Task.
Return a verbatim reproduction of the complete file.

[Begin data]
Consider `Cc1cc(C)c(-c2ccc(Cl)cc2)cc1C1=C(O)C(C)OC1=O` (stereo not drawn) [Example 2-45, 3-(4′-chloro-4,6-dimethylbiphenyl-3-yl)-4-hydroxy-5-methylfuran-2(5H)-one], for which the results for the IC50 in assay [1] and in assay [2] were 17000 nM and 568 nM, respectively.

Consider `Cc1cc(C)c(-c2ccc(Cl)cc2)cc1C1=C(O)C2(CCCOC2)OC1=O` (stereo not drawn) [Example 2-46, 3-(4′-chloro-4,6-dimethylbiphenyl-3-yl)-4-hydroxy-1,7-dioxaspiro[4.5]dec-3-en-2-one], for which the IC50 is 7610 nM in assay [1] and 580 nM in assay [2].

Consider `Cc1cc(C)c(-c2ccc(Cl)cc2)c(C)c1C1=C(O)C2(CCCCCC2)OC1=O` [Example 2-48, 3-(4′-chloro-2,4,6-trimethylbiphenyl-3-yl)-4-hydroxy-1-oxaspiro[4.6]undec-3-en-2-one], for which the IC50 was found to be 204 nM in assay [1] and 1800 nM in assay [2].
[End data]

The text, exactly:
Consider `Cc1cc(C)c(-c2ccc(Cl)cc2)cc1C1=C(O)C(C)OC1=O` (stereo not drawn) [Example 2-45, 3-(4′-chloro-4,6-dimethylbiphenyl-3-yl)-4-hydroxy-5-methylfuran-2(5H)-one], for which the results for the IC50 in assay [1] and in assay [2] were 17000 nM and 568 nM, respectively.

Consider `Cc1cc(C)c(-c2ccc(Cl)cc2)cc1C1=C(O)C2(CCCOC2)OC1=O` (stereo not drawn) [Example 2-46, 3-(4′-chloro-4,6-dimethylbiphenyl-3-yl)-4-hydroxy-1,7-dioxaspiro[4.5]dec-3-en-2-one], for which the IC50 is 7610 nM in assay [1] and 580 nM in assay [2].

Consider `Cc1cc(C)c(-c2ccc(Cl)cc2)c(C)c1C1=C(O)C2(CCCCCC2)OC1=O` [Example 2-48, 3-(4′-chloro-2,4,6-trimethylbiphenyl-3-yl)-4-hydroxy-1-oxaspiro[4.6]undec-3-en-2-one], for which the IC50 was found to be 204 nM in assay [1] and 1800 nM in assay [2].